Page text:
And evidently, this is not only understandable but completely expected, even if it makes you feel hot all over and entirely out of control and time slows way down to extend the tension. No matter how much you prepare. And that was the surprising part, because I thought I was ready! Even if not specifically in the clinical environment, I believed I had enough generalised confidence and ease in speaking to people for this first to not be a problem.
My GP supervisor for this experience was so encouraging the whole week, we talked a lot about the holistic nature of medicine, and about considering our patients’ health in the context of their wider life.
For example, one lesson she highlighted during a phone appointment I sat in on, was how it generally would be the higher income, more highly educated patients that would more strongly advocate for themselves and their health, whereas there was frequently a greater need to provide healthcare for those in the opposite situation, that were also less likely (or less able) to prioritise these problems. How the price of a bus ticket could be the difference between someone being able to attend appointments/receive treatment or not.
There was also a great emphasis on mental health running through the week; I attended a conference call where a network of local GPs were talking about how to tackle an eating disorder problem in a local school.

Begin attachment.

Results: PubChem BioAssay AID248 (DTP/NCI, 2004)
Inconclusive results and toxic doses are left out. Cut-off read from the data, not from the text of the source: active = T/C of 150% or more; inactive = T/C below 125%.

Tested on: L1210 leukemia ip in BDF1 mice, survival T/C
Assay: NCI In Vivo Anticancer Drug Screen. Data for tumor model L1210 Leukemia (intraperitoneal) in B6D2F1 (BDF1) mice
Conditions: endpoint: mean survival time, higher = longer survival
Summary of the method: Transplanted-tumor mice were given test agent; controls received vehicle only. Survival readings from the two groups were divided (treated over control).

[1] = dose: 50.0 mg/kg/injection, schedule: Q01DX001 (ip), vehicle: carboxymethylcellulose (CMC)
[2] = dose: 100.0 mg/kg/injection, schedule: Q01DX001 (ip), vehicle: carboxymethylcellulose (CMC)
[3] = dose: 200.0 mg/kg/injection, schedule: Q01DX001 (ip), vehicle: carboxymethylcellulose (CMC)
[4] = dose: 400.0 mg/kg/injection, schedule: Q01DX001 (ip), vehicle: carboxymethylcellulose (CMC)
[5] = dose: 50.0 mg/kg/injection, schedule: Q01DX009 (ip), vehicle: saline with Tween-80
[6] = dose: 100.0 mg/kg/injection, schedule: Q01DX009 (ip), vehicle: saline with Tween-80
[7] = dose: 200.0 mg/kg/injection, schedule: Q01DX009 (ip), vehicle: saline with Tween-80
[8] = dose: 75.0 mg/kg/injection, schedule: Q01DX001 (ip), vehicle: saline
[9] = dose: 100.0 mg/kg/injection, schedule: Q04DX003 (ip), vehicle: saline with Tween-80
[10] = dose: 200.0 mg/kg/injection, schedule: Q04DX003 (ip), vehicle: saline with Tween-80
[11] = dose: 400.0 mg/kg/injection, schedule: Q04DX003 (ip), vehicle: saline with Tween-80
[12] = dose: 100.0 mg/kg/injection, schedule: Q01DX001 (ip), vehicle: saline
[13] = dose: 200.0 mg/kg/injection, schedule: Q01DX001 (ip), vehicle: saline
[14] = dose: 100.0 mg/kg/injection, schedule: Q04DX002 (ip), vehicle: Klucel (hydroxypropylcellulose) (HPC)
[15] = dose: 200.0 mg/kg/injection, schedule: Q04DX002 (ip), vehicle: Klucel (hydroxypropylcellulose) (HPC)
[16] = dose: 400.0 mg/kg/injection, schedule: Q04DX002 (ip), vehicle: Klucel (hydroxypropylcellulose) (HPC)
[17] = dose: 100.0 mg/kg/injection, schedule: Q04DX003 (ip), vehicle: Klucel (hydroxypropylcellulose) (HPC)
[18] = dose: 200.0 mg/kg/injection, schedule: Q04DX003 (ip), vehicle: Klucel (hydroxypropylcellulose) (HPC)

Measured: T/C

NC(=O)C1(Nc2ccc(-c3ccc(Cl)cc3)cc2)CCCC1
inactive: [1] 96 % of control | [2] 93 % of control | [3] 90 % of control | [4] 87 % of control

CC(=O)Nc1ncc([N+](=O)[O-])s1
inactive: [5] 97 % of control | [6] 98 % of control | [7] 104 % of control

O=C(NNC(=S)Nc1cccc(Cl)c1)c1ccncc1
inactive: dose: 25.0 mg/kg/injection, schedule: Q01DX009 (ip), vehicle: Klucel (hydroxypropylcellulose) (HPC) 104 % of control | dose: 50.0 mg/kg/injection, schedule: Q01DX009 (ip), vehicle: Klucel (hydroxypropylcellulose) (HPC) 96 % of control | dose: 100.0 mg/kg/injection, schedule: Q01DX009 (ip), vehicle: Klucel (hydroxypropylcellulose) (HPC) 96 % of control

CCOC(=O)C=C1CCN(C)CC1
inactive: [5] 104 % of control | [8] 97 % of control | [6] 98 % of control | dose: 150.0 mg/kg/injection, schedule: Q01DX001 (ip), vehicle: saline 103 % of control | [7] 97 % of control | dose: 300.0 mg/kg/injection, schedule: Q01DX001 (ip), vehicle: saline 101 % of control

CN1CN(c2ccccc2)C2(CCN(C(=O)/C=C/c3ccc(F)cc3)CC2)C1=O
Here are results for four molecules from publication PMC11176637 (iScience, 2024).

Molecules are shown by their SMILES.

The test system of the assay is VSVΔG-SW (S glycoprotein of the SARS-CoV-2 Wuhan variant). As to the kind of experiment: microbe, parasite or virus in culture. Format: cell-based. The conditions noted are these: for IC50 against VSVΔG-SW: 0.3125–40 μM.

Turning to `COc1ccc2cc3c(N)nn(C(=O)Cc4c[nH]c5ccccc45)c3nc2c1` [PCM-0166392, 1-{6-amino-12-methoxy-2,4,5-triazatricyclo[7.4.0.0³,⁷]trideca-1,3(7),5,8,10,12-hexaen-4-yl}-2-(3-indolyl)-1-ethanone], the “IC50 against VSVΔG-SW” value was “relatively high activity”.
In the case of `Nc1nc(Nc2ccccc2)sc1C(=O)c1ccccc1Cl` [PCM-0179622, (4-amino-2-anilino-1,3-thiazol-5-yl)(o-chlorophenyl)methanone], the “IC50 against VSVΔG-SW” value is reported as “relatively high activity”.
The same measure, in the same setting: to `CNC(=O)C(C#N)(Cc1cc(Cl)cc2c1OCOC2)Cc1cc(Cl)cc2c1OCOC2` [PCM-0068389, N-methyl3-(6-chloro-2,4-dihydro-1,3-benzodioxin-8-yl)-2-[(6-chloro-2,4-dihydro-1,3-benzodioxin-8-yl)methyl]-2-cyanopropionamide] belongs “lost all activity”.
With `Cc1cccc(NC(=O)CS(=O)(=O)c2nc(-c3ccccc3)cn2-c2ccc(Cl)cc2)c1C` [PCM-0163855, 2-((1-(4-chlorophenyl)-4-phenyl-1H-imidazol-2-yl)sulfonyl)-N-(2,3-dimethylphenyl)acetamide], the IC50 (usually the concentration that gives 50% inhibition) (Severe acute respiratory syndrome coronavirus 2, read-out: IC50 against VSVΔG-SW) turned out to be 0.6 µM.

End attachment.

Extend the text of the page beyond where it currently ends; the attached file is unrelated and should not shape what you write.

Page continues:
I believe this priming helped me and the other medical student involved to connect with our patient like we did, as one of the problems that she’d been having included low mood. There is a lot of research showing that low mood affects many areas of health, including pain tolerance, ability to socialise, energy levels, body inflammation, physical activity capacity and more. Therefore knowing your patient’s mental health, and how powerful and widespread its influence can be, is part of their care.
Full credit to my colleague for introducing the idea of switching to French.
Both of us trying to learn the language was something he and I had been chatting about earlier. Our beginner level meant that there was some understanding, but there was also a lot of engagement from our patient’s side, helping bring us into her world and her mind. Finding that point of commonality that resonated so much with her transformed her in a clearly subconscious, but very noticeable way to a more open and excited spirit.
Another great part of this was being able to see for ourselves how different a patient is outside of their specific doctor visit. People have such full lives outside of physical and mental ailments!
I wrote about my experience here and was chosen for the SAPC national essay prize in a very surprising honour. It excitingly granted me a year’s membership to the association and a free ticket to their yearly conference in Brighton. Oxford University’s Primary Care Department very kindly subsidised my travel and accommodation to facilitate my attendance. I got to hear some great talks, including about healthcare for the transgender and travelling communities, as well as so many interesting presentations through the day. It was a very educational experience that only increased my interest in the field.
I’m very grateful for SAPC and the university’s Primary Care Department for providing these opportunities to find my passion within medicine, and will be continuing to seek out opportunities going forward, as I would recommend every student reading this should too! I don’t think many winners of these things wrote them ever thinking they would actually win, so give it a try!